(b) a dye-receiving element comprising a support having thereon a polymeric dye image-receiving layer, said dye-receiving element being in a superposed relationship with said dye-donor element so that said dye layer is in contact with said polymeric dye image-receiving layer, said polymeric dye image-receiving layer containing an organic acid moiety as part of the polymer chain which is capable of reprotonating said deprotonated cationic dye, said polymeric dye image-receiving layer having a Tg of less than about 25° C.
2. The assemblage of claim 1 wherein said polymeric dye image-receiving layer comprises an acrylic polymer, a styrene polymer or a phenolic resin.
3. The assemblage of claim 1 wherein said organic acid comprises a carboxylic, sulfonic, phosphonic or phenolic acid.
4. The assemblage of claim 1 wherein said deprotonated cationic dye has the following formula: ##STR3## wherein: X, Y and Z form a conjugated link between nitrogen atoms selected from CH, C-alkyl, N, or a combination thereof, the conjugated link optionally forming part of an aromatic or heterocyclic ring;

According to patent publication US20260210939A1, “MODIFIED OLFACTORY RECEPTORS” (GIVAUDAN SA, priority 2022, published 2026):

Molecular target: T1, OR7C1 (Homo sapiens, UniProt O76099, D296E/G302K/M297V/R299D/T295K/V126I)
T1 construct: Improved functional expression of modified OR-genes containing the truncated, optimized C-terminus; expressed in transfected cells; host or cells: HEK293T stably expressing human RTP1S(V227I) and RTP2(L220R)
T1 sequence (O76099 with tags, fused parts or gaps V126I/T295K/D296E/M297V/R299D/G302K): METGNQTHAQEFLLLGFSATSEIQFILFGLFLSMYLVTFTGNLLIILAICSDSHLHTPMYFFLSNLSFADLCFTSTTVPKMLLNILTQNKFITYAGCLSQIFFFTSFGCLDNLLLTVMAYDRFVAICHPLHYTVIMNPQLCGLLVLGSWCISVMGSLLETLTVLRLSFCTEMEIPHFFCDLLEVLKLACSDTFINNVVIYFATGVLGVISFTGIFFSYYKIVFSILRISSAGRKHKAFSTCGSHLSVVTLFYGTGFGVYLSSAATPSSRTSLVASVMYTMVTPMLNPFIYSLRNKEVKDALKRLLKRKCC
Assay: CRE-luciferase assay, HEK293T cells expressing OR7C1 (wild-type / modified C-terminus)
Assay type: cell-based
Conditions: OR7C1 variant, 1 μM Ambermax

R represents a substituted or unsubstituted alkyl group from about 1 to about 10 carbon atoms;
R1 and R2 each individually represents substituted or unsubstituted phenyl or naphthyl or a substituted or unsubstituted alkyl group from about 1 to about 10 carbon atoms; and
n is 0 to 11.
5. A process of forming a dye transfer image comprising imagewise-heating a dye-donor element comprising a support having thereon a dye layer comprising a dye dispersed in a polymeric binder, said dye being a deprotonated cationic dye which is capable of being reprotonated to a cationic dye having a N--H group which is part of a conjugated system, and imagewise transferring said dye to a dye-receiving element to form said dye transfer image, said dye-receiving element comprising a support having thereon a polymeric dye image-receiving layer, said polymeric dye image-receiving layer containing an organic acid moiety as part of the polymer chain which is capable of reprotonating said deprotonated cationic dye, said polymeric dye image-receiving layer having a Tg of less than about 25° C.